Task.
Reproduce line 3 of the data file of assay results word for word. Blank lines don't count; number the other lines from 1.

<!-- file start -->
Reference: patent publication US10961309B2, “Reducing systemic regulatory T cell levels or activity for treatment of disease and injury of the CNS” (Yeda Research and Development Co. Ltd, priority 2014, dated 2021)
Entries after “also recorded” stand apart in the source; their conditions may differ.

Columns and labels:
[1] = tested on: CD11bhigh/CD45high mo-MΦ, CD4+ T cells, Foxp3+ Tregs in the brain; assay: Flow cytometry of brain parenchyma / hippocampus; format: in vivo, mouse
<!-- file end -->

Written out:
Columns and labels: